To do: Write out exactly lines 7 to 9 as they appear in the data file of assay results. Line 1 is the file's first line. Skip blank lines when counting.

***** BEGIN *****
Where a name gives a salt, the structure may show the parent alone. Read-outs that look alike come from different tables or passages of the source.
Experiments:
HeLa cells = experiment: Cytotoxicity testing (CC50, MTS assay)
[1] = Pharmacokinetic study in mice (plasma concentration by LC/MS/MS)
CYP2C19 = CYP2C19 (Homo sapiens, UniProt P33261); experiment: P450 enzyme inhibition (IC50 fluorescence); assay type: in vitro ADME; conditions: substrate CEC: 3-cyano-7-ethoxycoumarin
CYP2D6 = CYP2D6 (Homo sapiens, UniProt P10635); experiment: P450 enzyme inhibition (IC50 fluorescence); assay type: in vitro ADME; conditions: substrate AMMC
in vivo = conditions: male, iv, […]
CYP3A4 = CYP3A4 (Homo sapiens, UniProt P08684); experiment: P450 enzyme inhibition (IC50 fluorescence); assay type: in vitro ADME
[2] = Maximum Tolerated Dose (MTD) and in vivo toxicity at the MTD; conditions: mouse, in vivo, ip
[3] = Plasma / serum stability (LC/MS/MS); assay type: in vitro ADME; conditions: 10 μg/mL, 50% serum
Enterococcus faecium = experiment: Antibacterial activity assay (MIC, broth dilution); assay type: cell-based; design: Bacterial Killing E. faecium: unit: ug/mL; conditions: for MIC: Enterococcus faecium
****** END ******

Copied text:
in vivo = conditions: male, iv, […]
CYP3A4 = CYP3A4 (Homo sapiens, UniProt P08684); experiment: P450 enzyme inhibition (IC50 fluorescence); assay type: in vitro ADME
[2] = Maximum Tolerated Dose (MTD) and in vivo toxicity at the MTD; conditions: mouse, in vivo, ip